Compare and contrast the following essays: “Harry” and “The Superstitious Man’s Story”. This essay will compare and contrast two ghost stories: “Harry” and “The Superstitious Man’s Story. ” It will analyse the story genre, the typical conventions of ghost stories and also the different literary techniques used by the two different authors. Ghost stories provide us with ways of thinking about death, dying and grieving. They also help us to explore our uncertainties about the supernatural and whether there is any form of life after death.
Authors build on the fact that, whatever we believe, no one can be definite of what happens to the spirit when our bodies die. This creates an element of mystery and often keeps the reader guessing whether the characters in the story have actually seen a spirit or are being driven by grief or fear to imagine that they have. Ghost stories portray the meeting of two worlds, the world of the living and the world of the dead, and tension is created about whether a character will step over the borders from one world to another. Authors enjoy including dramatic twists at the end of the stories, as readers are usually misled up to this point.
Many ghost stories contain a lot of direct speech, with people telling the story ‘in their own words’. The relevance of the story being written in first person is because the reader is led to believe that the person was there and is now retelling a past event. Many readers enjoy ghost stories because they tap into our own fear of death and the unknown, stirring up many emotions within us. The two stories I will be comparing are “The Superstitious Man’s Story” written by Thomas Hardy, and “Harry”. Thomas Hardy wrote “The Superstitious Man’s Story” in 1894.
This short story is based upon the superstition of Midsummer Eve. William, the husband of Betty Privett, is ‘seen’ by her to leave their house on Midsummer Eve. When she returns upstairs she realises he is still in bed. The following morning he questions her about a sign that she had left on the door that read “Mind and do the door” she explains her story but he insists he never left the house that night. As the story progresses Betty meets Nancy who indirectly tells her that her husband was seen entering the church. The superstition is that because he went to the church and did not return, he is supposed to die.
Three days later William was found dead, he was also simultaneously seen at Longpuddle Spring, but William was known not to visit there, as this was the site of his only child’s death years earlier. Rosemary Timperley wrote “Harry” in the 1950’s. This story is about an adopted little girl, Christine, who starts talking to an imaginary friend, named Harry. Her mother, Mrs. James, gets extremely worried about her unusual behaviour and takes her to a doctor, who just tells her there is nothing to worry about. Christine says that Harry is her brother.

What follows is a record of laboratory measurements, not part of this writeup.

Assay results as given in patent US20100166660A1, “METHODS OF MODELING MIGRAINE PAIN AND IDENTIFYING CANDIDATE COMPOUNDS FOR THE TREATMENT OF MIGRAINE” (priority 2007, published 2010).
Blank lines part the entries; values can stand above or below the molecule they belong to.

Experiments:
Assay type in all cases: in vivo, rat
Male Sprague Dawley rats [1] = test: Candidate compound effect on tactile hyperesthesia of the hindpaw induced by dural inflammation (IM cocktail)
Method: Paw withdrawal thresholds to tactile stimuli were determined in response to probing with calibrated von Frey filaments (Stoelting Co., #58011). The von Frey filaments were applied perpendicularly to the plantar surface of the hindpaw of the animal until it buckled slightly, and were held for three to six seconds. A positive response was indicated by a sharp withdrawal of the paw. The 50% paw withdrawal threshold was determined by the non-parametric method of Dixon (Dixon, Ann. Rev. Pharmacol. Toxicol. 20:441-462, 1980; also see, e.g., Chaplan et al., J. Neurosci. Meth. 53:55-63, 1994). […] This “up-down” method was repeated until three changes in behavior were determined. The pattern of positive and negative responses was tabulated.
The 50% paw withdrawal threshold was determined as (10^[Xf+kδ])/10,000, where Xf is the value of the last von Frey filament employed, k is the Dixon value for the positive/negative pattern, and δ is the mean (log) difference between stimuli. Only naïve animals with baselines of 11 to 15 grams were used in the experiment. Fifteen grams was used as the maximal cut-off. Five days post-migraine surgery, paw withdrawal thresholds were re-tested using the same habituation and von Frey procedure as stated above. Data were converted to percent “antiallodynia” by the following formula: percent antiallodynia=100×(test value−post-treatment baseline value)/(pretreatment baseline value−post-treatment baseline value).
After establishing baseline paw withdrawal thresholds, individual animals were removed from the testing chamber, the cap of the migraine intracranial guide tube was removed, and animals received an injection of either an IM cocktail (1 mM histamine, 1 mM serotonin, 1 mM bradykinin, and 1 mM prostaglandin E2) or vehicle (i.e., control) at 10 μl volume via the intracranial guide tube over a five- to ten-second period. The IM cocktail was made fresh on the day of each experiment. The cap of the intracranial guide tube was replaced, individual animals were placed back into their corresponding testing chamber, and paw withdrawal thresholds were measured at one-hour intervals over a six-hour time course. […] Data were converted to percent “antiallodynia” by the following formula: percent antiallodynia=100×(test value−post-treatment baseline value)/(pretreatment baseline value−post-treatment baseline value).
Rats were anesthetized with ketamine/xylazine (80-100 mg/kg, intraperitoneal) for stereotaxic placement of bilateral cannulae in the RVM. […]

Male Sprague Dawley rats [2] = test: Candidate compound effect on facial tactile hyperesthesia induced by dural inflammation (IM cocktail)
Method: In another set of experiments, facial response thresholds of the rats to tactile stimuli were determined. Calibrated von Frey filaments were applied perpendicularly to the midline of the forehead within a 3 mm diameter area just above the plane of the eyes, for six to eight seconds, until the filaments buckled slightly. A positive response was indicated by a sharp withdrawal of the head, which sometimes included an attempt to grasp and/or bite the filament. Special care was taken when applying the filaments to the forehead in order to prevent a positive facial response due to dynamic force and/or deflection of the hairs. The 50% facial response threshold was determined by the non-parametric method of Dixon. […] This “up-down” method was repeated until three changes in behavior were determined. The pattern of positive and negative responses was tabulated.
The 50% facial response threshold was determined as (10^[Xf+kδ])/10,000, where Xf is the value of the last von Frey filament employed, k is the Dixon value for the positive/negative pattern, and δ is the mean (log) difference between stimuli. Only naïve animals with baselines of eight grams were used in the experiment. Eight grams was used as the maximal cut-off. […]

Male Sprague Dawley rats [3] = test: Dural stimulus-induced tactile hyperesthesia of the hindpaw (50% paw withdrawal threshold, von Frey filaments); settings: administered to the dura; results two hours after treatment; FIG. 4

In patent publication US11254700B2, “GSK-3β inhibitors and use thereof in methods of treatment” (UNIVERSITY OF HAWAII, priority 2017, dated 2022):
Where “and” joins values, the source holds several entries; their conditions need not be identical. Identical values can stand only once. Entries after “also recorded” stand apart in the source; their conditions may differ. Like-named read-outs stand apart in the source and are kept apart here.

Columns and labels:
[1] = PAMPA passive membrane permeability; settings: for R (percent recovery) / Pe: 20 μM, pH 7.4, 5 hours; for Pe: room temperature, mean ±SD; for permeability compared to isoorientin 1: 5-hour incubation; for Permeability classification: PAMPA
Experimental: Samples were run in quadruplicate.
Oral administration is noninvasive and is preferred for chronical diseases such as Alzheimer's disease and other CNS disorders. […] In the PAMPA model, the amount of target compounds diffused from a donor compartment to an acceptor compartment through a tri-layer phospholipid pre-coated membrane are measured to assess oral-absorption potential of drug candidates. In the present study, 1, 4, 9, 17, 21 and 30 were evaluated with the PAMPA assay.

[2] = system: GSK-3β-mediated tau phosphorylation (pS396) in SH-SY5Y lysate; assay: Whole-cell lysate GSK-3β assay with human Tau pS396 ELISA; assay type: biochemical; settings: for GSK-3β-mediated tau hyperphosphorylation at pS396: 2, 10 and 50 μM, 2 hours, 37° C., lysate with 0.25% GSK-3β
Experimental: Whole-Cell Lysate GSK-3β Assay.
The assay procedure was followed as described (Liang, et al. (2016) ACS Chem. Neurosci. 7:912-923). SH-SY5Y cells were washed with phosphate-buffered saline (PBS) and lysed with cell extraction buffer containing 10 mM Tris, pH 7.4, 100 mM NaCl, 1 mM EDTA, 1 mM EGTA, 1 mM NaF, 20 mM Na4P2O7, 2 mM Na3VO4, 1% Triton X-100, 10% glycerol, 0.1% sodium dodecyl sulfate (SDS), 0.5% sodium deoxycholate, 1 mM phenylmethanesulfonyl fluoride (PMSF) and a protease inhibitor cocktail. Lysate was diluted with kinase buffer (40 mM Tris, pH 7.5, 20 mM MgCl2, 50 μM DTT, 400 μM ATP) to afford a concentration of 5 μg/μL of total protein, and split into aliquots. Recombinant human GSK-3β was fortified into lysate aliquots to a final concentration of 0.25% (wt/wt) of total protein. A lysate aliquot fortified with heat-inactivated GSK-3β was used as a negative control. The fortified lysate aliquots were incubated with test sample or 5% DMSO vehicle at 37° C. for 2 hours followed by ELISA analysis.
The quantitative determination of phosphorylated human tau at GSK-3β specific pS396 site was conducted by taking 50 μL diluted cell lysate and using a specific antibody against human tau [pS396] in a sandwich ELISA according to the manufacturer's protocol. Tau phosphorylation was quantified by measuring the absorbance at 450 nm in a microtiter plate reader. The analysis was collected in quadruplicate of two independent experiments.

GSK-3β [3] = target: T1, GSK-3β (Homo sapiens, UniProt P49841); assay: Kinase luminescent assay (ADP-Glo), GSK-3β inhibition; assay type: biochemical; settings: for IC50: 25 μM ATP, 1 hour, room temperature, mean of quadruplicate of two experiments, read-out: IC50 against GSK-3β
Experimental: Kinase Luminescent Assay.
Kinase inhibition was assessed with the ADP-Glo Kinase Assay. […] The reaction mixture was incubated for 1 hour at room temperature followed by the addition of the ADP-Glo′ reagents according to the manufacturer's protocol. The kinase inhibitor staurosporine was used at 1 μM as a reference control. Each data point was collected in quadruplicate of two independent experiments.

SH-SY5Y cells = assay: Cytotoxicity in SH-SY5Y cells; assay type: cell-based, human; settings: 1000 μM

The reader feels a presence of Harry whenever white rose bushes are mentioned. On the very day that Christine starts school, Mrs. James goes to the adoption society to find out more about Christine’s parents. She finds out that Christine’s father had attempted to kill the family by leaving the gas on as they slept because he was finding it difficult to support them. However, Christine’s brother, Harry had escaped through a window. Harry unfortunately died trying to save Christine’s life. Suddenly a clock strikes three and Mrs. James rushes back to school to collect Christine.
When she arrives at school she asks where Christine is. The teacher tells her that her brother Harry had been in to collect her. Mrs. James frantically runs around screaming for Harry to return with Christine. Unfortunately nothing happens. In the opening of “Harry” a certain amount of tension is created because we are being immediately introduced to a portion of the protagonist’s psyche which deals with the aspect of fear; for the narrator states, “Such ordinary things make me afraid. Sunshine. Sharp shadows on grass. White roses. Children with red hair. And the name – Harry.
Such ordinary things. ” This creates a sense of mystery because the reader subconsciously questions why she is afraid of such “ordinary things”. The very concept of fear is mysterious because we all feel a sense of fear at some time or the other in our lives but the things that contribute to the feeling of fear is unique for each of us. With regard to the narrator, the very fact that such ordinary things contribute to her fear creates suspense. Within the opening lines the narrator also mentions that she felt a “premonition of fear” when her daughter first mentioned the name Harry.